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Climate change brings benefits to some Vietnamese farmers at a price | Agricultural Issues


For many years, Ta Thi Thanh Thuy has worked hard on the sands between the Mekong River and the South China Sea, an area known as Vietnam’s rice field, to grow valuable wheat.

But Thuy, along with other neighbors, over the past 10 years has completed an exchange – with shrimp – the unpredictable change that results from climate change.

As rising sea levels attract more salt in the Mekong Delta region, the path to shrimp lakes is expected to sell freshwater fish to the country.

The government has set a target of exporting more than two varieties of crab export from now to $ 10bn by 2025 and Delta farmers have benefited from local government training and alternatives, including small loans.

“Life was very difficult for us until we started growing lobsters,” said Thuy, 52. “Many lobster farmers around here can build better homes and keep bank accounts.”

The rise in sea levels in the Delta has been boosted by the construction of a number of offshore dams, which reduce water shortages.

“We planted rice but did not harvest rice,” said fellow crab farmer Ta Thanh Long. “There was a time when rice could grow when the water was still good. But each year the water increased in salt. ”

About one-third of Soc Trang’s land area within 72 km (45 miles) has been affected by salt levels in recent years, says Duong Minh Hoang, former head of the Agriculture Promotion Center.

“We have encouraged locals to change salty crops,” Hoang said. “Climate change is affecting everyone here. We must try to change in order to survive.”


Vietnam is the third largest exporter of rice in the world, but exports from shrimp exports have exceeded revenue from rice since 2013 and are growing rapidly.

“The local seafood growers come here to buy all the fish we grow,” said Ta Thanh Tung, 44, one of Thuy’s brothers who has converted rice and started lobster farming.

“We have heard that he is exporting crabs to Europe, China and the United States.”

More than half of Vietnam’s natural forests, which protect against erosion and hurricane erosion, have been cleared of crab ponds, according to one agency. [File: Thanh Hue/Reuters]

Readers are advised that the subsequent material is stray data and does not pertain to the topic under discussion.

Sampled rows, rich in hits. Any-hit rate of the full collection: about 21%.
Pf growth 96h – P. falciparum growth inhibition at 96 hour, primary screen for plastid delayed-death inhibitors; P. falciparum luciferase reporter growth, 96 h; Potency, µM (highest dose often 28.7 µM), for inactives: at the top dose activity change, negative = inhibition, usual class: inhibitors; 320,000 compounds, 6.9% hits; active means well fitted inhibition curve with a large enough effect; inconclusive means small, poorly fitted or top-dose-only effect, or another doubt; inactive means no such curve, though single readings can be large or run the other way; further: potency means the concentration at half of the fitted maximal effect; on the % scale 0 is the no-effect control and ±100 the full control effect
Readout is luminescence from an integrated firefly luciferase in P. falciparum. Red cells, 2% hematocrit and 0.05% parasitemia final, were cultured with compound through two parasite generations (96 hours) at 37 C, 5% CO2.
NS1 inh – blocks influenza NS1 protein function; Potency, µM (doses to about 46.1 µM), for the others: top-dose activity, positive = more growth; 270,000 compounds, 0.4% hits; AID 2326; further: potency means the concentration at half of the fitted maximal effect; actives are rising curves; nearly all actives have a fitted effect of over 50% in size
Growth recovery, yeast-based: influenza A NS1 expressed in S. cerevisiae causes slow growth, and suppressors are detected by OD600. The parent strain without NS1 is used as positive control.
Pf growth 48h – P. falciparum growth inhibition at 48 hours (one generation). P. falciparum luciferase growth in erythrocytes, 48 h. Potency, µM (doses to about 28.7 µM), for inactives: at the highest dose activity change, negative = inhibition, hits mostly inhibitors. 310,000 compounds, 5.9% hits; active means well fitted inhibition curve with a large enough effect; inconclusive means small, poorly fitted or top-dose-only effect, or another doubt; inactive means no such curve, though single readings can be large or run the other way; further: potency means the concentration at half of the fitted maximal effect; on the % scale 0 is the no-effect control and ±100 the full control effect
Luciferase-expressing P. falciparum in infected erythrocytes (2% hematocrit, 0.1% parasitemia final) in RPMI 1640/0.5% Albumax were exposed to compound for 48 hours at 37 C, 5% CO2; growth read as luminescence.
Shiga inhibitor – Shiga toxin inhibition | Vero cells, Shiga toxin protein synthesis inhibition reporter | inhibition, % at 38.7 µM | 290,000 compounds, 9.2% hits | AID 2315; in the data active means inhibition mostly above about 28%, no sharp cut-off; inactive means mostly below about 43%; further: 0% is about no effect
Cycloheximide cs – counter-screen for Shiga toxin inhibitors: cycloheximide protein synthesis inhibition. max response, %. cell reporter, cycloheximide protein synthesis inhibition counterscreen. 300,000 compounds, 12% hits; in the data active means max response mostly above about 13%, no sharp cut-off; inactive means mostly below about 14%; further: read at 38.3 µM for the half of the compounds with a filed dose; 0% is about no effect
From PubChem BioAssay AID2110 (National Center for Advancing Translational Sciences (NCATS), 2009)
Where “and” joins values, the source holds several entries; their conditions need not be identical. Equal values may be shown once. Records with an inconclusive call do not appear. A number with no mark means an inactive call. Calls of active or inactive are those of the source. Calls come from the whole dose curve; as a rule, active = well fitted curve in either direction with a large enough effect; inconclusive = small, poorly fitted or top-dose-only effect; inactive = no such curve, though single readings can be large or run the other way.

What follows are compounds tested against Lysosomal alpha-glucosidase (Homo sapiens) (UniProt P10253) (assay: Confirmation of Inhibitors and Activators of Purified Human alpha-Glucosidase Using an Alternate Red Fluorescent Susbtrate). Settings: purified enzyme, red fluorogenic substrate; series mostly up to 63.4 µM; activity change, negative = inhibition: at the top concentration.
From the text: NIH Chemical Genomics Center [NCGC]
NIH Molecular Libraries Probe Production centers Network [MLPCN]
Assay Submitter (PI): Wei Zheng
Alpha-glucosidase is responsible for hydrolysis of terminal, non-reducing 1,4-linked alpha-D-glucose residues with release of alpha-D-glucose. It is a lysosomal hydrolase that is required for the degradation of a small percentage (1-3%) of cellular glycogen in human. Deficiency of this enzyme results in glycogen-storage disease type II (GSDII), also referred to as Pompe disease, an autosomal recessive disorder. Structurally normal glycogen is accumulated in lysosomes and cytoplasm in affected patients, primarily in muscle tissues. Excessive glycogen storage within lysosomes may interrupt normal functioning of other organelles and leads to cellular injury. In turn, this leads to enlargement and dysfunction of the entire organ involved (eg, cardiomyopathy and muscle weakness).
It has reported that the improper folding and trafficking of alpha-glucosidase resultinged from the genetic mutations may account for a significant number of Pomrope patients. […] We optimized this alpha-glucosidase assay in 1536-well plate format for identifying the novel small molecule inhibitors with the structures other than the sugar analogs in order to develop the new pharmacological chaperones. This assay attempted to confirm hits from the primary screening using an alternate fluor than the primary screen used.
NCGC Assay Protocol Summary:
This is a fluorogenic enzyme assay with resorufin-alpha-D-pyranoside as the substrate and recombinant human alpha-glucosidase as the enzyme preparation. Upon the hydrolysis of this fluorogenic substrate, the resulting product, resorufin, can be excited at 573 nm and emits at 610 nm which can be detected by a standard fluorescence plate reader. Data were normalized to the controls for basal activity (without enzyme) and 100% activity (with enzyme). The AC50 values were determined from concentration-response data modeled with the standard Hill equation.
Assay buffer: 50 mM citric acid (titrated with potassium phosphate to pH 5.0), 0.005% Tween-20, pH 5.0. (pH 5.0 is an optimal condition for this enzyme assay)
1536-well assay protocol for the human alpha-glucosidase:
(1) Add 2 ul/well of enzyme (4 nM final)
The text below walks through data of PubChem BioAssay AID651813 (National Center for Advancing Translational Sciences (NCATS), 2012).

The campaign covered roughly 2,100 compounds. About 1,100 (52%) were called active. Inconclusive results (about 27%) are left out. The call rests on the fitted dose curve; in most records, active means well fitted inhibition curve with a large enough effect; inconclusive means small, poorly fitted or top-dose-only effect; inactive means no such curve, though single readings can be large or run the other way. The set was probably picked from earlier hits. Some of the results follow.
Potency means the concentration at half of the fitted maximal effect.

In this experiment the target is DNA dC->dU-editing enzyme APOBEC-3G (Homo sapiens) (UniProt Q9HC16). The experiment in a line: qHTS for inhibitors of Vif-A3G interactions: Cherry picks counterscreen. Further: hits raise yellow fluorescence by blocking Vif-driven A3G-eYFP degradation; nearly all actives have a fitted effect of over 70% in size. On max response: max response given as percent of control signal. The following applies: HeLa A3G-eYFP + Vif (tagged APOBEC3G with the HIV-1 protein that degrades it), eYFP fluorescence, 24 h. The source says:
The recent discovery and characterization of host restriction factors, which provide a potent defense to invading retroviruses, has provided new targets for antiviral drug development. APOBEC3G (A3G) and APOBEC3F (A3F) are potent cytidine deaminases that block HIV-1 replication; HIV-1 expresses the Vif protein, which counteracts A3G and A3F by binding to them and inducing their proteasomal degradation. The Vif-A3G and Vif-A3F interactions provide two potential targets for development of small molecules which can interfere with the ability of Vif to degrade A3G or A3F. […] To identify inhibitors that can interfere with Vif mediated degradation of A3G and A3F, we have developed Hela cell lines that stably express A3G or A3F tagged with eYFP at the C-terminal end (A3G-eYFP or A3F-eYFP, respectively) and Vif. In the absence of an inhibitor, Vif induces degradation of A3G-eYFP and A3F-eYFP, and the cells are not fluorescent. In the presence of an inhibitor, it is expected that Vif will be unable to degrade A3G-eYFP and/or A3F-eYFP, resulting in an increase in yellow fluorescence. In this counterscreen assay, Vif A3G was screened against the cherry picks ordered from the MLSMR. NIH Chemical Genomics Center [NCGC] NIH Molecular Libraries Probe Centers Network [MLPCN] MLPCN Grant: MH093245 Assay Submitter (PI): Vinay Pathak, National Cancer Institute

Industry analysts expect exports to increase by 5 to 10% a year over the next 10 years while the total crab-eating area – mainly in the Delta – increases by 3 to 5% annually.

Vietnam’s largest fish exporter, Minh Phu Seafood Corp, aims to transform the country into one of the world’s largest fish exporters. Minh Phu expects more than a dozen international agreements with the international community to help raise exports to $ 20bn, or a quarter of exports, by 2045.

This may help to alleviate the economic woes of Southeast Asia in the coming years. The World Bank estimates that climate change alone is about to reduce Vietnam’s foreign exchange earnings by 3.5% by 2050.

Shrimp worries

The transformation of shrimp from rice, however, comes with its many environmental problems.

The International Union for Conservation of Nature (IUCN), a non-governmental organization in Switzerland, says that nearly half of the country’s natural forests, which protect against erosion and hurricane erosion, have been cleared.

Antibiotics used to treat infections in shrimp stocks can infiltrate neighboring waters, increasing the risk of contamination [File: Thanh Hue/Reuters]

Marine experts have shown a lack of control over the eruption of small lobster fields, with questions on everything from the raw materials they use to how they store their water.

There are other risks of using antibiotics to treat infections in shrimp stocks. Antibiotics can penetrate liquids, which are often discarded, untreated or treated incorrectly, return to neighboring water, increasing the risk of contamination in the area and damaging the effects of food.

“While people are talking about fishing and dams … the rejection of unseen pollutants is unthinkable,” said Matt Landos, an Australian pathologist at the marine life. “However, it is clear that it exists, and its abundance does not contribute to the fishing industry.”

In addition, the high salinity and rising sea levels that lead to early changes are likely to damage the Delta.

A height of 0.7 to 1 meter (2.3-3.3 feet) could cover about 40% of the water area, according to Le Anh Tuan, a professor at the College of Environment and Natural Resources at Can Tho University.

“The declining supply will continue in the coming years and parts of the rice fields will be converted into seafood, orchards and other crops,” adds Tuan.

Shrimp farmers say they already have problems with salt depletion.

“We have to dig deep wells to get clean water now,” added Thuy. “We are concerned that due to rising sea levels one day our fields will be flooded.”


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